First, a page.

In Part 3 of our November Edu-Blog series on health insurance, I’m going to share some ideas on how to determine how you use your health insurance plan and how to get the most out of it by focusing on high deductibles, provider networks, and FSAs. I believe that these three topics are amongst the most difficult things about any healthcare plan. It is so easy to inadvertently spend more money than you need to, go out of plan accidentally, or not get the maximum benefit from your FSA account.
Before we get started, I want to impress upon you the importance of keeping your plan documents. These documents are the ONLY trustworthy source of information on how your plan works.¹Also,make sure you have the plan's Summary of Benefits and Coverage, a standardized form that all plans must provide explaining the coverage details. It's easier to read than the official plan documents. If you don't have one, ask your plan administrator for it. It's your legal right to do so.¹
Let’s get started.
Economizing on your deductible¹
Here are some basics you should be aware of if you have a high deductible plan.
The insurance company will pay for certain services even before you have met the deductible.
- All insurance plans must pay in full for preventive health services no matter whether you have met the deductible or not.
Not all health providers charge the insurance company the same, so look up prices if you can.
- Many health plans now enable members to look up some prices online.
You can save on some drugs by NOT using your insurance.
- Several former prescription drugs can now be bought over-the-counter, like drugs for heartburn, insomnia, joint pain, migraine headaches, seasonal allergies, and insomnia.
- You can get some generic drugs for as little as $4 at big box stores.
- Prescription savings cards like GoodRx can help you significantly save on your prescriptions, and most of the time, the cost is lower than your insurers.
Avoiding the out-of-network trap¹
Here are some tips to avoid unwelcome surprises:
Stay in-network if you can.
- Network providers have agreed to accept the negotiated health-plan price as payment in full; even if you haven’t met your annual deductible, you’ll still pay the in-network price.
- If you go out of network, your health plan will only pay what it considers a "reasonable" price for the service, so you'll owe the difference.
- For most health needs, including major procedures, your health plan will offer a choice of highly qualified practitioners, so only consider going out of network if you are ill with an unusual condition or need a hard-to-find specialist.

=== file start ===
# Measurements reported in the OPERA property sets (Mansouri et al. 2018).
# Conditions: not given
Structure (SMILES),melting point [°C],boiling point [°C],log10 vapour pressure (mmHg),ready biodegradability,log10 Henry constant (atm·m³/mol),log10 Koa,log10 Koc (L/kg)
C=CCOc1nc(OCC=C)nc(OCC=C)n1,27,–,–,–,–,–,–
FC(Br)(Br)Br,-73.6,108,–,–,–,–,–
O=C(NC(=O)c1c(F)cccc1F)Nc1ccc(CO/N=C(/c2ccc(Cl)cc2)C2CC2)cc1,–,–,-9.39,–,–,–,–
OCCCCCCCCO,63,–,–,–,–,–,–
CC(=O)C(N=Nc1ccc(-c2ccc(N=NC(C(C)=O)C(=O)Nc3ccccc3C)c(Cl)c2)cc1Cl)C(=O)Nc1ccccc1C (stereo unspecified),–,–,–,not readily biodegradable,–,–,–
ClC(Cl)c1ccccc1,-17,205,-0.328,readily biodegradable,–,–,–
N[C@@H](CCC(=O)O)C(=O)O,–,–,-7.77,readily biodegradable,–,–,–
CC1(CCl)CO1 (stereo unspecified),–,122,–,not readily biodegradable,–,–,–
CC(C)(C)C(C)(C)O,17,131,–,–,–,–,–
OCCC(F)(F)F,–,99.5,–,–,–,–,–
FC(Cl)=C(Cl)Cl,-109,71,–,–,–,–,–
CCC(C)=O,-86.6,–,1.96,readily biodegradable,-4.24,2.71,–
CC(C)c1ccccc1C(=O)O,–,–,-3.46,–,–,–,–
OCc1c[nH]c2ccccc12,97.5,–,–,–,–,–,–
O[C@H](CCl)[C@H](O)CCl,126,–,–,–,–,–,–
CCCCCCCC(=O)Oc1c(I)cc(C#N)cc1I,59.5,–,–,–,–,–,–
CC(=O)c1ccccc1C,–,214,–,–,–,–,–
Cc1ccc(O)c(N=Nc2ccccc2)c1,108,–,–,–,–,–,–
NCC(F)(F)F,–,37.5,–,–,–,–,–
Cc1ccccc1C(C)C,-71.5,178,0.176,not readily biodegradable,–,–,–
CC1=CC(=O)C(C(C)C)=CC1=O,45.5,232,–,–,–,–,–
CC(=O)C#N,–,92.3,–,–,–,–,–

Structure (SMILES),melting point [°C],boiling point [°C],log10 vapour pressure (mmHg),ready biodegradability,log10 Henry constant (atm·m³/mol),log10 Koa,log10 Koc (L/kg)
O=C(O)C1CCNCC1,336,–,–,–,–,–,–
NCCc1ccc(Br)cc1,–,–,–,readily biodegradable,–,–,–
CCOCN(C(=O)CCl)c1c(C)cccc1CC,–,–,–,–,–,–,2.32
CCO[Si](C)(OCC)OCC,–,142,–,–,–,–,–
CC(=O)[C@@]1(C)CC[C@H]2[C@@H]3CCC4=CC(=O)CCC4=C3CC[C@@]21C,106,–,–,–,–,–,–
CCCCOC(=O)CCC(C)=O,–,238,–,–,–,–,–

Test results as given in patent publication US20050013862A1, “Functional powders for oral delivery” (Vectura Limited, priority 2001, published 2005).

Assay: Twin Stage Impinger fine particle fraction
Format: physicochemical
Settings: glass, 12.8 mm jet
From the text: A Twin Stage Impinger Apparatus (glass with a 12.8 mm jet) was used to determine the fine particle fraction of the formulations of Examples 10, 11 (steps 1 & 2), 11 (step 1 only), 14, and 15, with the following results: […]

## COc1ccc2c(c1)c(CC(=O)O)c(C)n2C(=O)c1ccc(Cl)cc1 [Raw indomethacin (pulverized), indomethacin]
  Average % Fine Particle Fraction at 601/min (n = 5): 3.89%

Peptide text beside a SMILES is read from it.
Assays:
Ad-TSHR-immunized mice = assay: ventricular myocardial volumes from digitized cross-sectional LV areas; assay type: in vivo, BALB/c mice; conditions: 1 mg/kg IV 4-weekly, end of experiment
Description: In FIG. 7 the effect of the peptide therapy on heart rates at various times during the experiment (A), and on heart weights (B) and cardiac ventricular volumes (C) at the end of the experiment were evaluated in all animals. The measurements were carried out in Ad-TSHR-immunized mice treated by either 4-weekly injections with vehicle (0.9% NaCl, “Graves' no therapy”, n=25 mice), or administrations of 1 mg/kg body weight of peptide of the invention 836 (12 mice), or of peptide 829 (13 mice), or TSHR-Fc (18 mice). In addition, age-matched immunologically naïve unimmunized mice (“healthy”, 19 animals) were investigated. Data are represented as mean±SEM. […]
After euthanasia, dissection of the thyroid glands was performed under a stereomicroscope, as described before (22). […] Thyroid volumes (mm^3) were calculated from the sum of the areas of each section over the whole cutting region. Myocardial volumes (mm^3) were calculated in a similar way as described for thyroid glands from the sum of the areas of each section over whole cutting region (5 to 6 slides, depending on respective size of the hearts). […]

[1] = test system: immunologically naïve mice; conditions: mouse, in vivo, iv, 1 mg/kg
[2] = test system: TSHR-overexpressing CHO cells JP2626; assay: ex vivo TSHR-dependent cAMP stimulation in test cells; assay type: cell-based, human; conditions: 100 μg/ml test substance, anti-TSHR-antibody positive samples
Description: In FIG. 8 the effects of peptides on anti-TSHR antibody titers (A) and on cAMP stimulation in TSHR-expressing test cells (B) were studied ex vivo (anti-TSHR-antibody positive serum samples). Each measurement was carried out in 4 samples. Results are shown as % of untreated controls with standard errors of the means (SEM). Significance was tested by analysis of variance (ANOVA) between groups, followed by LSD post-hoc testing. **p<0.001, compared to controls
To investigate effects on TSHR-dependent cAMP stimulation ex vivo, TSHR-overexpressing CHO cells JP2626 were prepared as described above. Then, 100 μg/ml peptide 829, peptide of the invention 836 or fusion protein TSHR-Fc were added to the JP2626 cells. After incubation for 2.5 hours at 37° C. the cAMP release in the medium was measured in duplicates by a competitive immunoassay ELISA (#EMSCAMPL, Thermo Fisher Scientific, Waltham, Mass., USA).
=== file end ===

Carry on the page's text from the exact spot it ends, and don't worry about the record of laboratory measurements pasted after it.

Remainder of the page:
Beware of going out of network accidentally.
This commonly happens in two situations.
- When you go to a network hospital's emergency room, the doctors who treat you are NOT in your plan's network.
- When you have a planned surgical procedure with an in-network surgeon, only to find out that some of the doctors who worked on your case, like the radiologist and anesthesiologist aren't in your network.
If this happens to you and the bill is too high, try to get it reduced. Start by asking the doctor to discount the fee. If that fails, complain to the hospital, your insurer, employer, state insurance department, or state health insurance consumer advocate.
In this case, the squeaky will often get the grease.
Settle on a price ahead of time for going out of network on purpose.
- First, look in your Summary of Benefits and Coverage for how much of the cost you'll have to cover if you go out of your network.
- Next, look up the “fair” price in your geographical area for your test, procedure, or operation on FairHealthConsumer.org or Healthcare Blue Book. Then use those results to negotiate a price agreement with the out-of-network provider, and get it in writing.
Using a Flexible Spending Account (FSA)¹
Let’s start by looking at what a flexible spending account (FSA) lets you do. With this type of account, you set aside money tax-free from your paycheck to pay for medical expenses not covered by insurance. They are available within employer health plans.
How FSAs work
- Once a year, you tell your employer how much money you want to set aside from your paycheck into your FSA; you can put in up to $2,500 per year.
- You can use the entire amount right away once the year has started, even though the money is being deducted from your paychecks throughout the year.
- FSAs also reduce your taxes because the money you put into them isn’t subject to income tax—the higher your tax bracket, the greater the benefit.
- If you lose or quit your job, you lose any unspent FSA funds.
Use it or lose it
- FSA funds don’t roll over, so you have to spend the total amount you set aside every year or lose it. I recommend being clear about what you expect to need each year, so you don't put aside more than you think you need. In this case, underestimating is better than overestimating.
- You lose unspent FSA funds if you lose or quit your job.
Keep careful records
- Make sure you understand which expenses are eligible.
- Keep all evidence of these expenses, including receipts from the drugstore and other providers and the "explanation of benefit" forms you receive from your insurance plan since you'll have to submit them to claim money from your FSA.
Healthcare is more confusing than ever. It can feel like you have to be an expert plan administrator, insurance agent, and doctor to get the right care or diagnosis. I sincerely hope that the tips we’ve provided this month provide some direction and peace of mind as you navigate the open enrollment season. Have a wonderful week!